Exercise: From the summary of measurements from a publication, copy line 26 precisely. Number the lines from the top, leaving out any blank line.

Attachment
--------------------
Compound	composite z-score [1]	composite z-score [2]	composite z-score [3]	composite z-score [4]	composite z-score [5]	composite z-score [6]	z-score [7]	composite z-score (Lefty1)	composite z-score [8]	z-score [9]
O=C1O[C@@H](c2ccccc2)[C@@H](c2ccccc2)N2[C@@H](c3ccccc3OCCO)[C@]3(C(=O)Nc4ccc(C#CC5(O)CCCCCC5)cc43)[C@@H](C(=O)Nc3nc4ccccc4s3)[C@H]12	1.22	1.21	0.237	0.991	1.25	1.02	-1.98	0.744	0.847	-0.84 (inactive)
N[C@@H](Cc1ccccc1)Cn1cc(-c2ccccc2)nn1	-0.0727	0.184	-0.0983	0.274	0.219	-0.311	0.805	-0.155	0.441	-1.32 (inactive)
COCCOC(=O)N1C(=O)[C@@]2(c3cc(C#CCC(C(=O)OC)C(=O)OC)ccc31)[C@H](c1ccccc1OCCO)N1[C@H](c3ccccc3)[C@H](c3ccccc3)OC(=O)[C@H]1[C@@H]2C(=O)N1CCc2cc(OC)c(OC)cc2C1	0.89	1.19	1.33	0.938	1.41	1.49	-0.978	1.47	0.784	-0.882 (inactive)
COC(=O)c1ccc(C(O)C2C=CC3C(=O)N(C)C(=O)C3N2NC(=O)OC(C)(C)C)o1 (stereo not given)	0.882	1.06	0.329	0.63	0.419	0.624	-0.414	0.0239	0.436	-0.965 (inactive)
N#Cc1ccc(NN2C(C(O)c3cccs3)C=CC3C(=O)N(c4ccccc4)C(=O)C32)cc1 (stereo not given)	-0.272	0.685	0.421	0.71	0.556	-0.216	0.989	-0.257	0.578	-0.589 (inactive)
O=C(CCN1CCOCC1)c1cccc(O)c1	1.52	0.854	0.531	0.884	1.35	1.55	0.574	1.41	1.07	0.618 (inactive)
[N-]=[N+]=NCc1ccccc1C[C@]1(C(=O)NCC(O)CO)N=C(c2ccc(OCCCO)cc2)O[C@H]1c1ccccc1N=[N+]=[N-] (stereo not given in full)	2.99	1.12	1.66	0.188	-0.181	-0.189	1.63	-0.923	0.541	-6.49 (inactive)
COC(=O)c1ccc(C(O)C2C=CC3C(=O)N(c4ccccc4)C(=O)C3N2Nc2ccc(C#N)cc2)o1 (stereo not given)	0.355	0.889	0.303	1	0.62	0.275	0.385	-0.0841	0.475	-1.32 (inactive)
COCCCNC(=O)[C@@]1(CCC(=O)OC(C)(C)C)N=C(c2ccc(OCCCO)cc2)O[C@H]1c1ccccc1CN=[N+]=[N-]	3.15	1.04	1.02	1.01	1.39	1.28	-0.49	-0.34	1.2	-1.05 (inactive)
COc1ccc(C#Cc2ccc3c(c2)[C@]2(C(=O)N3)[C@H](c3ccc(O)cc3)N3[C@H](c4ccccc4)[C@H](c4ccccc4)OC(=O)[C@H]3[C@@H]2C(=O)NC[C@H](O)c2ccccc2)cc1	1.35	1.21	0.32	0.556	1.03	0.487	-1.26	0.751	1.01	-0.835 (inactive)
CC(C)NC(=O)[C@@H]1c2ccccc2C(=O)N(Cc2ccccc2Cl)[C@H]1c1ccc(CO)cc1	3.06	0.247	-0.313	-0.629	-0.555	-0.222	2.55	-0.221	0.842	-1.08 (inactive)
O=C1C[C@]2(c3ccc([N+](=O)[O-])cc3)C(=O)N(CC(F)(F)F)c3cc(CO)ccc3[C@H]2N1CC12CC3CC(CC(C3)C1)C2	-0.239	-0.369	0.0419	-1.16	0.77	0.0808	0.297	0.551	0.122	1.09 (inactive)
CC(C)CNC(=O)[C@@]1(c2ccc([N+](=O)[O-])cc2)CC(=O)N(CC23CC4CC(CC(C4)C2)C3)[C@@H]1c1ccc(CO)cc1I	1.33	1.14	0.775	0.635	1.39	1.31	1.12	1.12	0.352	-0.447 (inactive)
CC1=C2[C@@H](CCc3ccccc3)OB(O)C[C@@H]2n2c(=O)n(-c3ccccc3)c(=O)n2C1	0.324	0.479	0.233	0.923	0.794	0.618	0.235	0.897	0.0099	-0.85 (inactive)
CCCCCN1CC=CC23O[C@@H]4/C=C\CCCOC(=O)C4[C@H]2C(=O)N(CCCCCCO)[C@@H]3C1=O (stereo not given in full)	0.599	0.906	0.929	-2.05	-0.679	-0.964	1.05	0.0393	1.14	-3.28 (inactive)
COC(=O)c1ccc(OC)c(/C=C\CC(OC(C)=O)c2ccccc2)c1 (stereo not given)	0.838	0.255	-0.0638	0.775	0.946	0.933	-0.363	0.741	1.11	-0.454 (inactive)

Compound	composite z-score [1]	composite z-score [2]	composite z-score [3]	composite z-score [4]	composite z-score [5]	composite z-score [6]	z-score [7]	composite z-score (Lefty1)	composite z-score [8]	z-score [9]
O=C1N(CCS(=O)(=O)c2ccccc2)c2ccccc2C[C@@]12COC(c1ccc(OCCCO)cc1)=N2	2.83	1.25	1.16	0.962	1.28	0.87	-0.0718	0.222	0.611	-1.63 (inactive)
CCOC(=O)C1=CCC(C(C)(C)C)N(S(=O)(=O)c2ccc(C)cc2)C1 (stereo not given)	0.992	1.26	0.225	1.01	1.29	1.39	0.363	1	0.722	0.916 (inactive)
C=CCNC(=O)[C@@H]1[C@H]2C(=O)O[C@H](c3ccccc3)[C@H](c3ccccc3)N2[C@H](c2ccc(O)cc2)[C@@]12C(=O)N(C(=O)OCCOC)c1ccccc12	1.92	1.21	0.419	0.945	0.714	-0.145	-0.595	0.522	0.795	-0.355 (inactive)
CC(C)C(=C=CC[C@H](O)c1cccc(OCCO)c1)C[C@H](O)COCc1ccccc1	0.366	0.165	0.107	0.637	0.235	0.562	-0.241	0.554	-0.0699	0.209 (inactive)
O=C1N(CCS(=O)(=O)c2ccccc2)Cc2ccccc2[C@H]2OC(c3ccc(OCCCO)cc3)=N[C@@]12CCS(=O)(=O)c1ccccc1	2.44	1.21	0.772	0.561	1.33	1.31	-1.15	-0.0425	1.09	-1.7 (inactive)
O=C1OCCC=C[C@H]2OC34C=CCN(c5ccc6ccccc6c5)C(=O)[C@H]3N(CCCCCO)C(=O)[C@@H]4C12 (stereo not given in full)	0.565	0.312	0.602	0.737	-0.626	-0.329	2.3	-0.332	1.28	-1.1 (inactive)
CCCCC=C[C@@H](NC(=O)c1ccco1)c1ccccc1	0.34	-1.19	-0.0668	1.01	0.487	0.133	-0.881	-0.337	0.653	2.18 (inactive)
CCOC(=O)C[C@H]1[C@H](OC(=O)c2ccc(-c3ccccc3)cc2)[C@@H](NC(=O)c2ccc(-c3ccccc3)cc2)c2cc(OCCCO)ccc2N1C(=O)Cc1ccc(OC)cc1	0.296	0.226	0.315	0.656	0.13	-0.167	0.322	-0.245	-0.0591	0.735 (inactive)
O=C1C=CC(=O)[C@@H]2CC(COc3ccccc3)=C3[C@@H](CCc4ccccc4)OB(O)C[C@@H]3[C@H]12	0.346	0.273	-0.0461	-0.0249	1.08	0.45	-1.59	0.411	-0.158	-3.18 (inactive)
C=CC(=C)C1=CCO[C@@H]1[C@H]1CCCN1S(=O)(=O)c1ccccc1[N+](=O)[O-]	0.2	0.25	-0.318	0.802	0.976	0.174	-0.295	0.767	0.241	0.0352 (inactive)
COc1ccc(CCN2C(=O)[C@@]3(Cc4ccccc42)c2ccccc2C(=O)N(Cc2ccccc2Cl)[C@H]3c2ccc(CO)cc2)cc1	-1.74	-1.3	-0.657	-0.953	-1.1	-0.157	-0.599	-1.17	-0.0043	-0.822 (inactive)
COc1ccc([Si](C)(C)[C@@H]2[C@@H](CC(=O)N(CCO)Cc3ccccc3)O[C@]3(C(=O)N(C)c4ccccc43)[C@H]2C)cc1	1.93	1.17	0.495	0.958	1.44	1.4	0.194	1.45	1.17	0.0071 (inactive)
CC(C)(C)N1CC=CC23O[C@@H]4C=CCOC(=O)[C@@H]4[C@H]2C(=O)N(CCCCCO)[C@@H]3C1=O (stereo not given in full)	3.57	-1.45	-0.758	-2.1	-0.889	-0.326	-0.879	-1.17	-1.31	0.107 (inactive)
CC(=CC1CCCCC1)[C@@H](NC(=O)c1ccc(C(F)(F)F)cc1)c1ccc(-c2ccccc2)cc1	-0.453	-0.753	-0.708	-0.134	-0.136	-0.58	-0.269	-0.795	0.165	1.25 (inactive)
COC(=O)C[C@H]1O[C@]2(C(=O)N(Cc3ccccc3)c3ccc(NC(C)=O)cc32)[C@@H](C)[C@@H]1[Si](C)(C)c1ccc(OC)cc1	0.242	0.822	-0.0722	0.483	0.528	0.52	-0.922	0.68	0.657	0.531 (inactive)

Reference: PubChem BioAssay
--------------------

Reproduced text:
CCOC(=O)C[C@H]1[C@H](OC(=O)c2ccc(-c3ccccc3)cc2)[C@@H](NC(=O)c2ccc(-c3ccccc3)cc2)c2cc(OCCCO)ccc2N1C(=O)Cc1ccc(OC)cc1	0.296	0.226	0.315	0.656	0.13	-0.167	0.322	-0.245	-0.0591	0.735 (inactive)